Kelley Blue Book does not buy motorcycles. Book values can be a good anchor price, but they are not always indicative of market price. Some sellers are dreamers, but some genuinely don’t realize that street price and book price can be worlds apart. If you think the seller just hasn't come to grips with reality yet, offer to leave your name and number in case he changes his mind.
Two-pocket your cash. When I buy, I have my cash spread out all over my body. It’s hard to play the “This is all the cash I have!” card if you pull out a huge wad.
Some bikes are supposed to be expensive. If a significant other is forcing a sale, often a bike will be listed for a sky-high price that will never come down, so the seller can appease his better half without actually getting rid of the bike.
But buying is only half of the transaction.
Tips for sellers
Know the value of modifications. Some people will pay extra for your super-sweet custom pipe. To others, it represents a flaw; a deviation from OEM. Regardless of the value you place on your modifications, recognize that the closer a bike is to stock, the more it will (generally) be worth. If you're a farklehound who has outfitted your bike with a long list of aftermarket accessories, recognize that although you may think they improve the bike, most buyers will have a different idea of perfection. In almost all cases, you can get more money by removing easily removed accessories and selling them separately. Model-specific items, such as an aftermarket seat, windscreen, luggage, etc., can usually be sold easily on an online forum dedicated to that model.
Expect low offers. The person buying your bike doesn’t hate you or your bike. He’s just trying to save a buck or two. Divorce your emotions from the offer and point out things that make your bike worth your asking price. Even if it’s a great deal, recognize that for most people in this country, a motorcycle is a luxury, not a necessity.
Understand how KBB works. If you head over to their website, you’ll see two prices: trade-in and retail. Trade-in price is self-explanatory. However, “retail” is the price that a shop will charge after reconditioning and inspecting the bike. If you don’t have a shingle outside with your shop name on it, you should probably not expect that amount of money for your motorcycle. Also, if your bike is old, rare, or heavily modified, recognize that "book value" is no longer applicable.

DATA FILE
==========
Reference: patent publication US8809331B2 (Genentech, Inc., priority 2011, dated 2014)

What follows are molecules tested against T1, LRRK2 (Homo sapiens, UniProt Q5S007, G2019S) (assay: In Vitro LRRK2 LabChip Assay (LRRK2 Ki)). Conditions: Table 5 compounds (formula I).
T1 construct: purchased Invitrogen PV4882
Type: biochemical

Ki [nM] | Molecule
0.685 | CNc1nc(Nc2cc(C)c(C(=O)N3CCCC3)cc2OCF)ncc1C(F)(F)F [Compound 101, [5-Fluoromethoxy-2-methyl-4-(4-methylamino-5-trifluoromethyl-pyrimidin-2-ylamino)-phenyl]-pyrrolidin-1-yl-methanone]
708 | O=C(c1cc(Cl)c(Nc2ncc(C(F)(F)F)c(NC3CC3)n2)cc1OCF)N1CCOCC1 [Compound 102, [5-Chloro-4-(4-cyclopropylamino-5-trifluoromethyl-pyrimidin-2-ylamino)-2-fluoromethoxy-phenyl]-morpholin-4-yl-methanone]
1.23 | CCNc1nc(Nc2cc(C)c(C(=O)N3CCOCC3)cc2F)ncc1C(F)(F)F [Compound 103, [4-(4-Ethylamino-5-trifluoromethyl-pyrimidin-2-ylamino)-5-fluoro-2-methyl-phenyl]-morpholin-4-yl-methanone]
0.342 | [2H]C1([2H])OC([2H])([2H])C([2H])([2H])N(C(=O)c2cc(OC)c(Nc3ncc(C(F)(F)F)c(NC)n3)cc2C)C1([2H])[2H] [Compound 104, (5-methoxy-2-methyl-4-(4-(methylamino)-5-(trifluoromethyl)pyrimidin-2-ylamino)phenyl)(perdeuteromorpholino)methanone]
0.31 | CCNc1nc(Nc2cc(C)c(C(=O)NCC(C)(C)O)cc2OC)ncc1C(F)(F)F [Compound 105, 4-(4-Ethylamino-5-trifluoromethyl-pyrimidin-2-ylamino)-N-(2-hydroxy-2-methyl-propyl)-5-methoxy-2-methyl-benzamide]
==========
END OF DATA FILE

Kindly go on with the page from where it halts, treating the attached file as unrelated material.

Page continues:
Stick to your guns. Especially if a buyer has shown up and appears serious, let’s be honest: he or she wants what you got. I wouldn’t hold completely firm, but you also don’t need to give your bike away. Especially if you’re not selling an easy-to-find bike, it’s OK to let a buyer walk away.
Offer your labor. More than once, I’ve sold a bike contingent upon replacing tires. I don’t like working on a bike any more than the next guy, but if I can free up shop space and tuck a few bills in my pocket for an hour’s worth of time, so be it. Remember, this whole bargaining thing is a process where you want money and the buyer wants a bike. Offering your time and handiwork humanizes the process a bit.
The sticking point: Test rides
We've had readers ask about how to handle the sticky issue of test rides. This always seems to be a weird, awkward conversation, but it doesn't have to be.
Here's what I would tell both parties is this process: haggle, pay, then test ride. That way no one gets burnt.
If you come to a mutually agreeable price and the sale is contingent on the test ride, no one is in a bad position. The buyer hands over the cash, the seller keeps it in case there is a mishap, and the paperwork doesn’t get signed until absolutely necessary at the very end. If the buyer is satisfied, the deal closes. If the buyer finds something he doesn't like and brings back the bike unharmed, the seller returns the cash. (The only time I deviate from this process is when I'm selling a jockey-shift bike. Then I tell folks they can test-ride mine if they show up on a handshift bike of their own.)
Oh yeah, one final piece of advice: Buy low and sell high!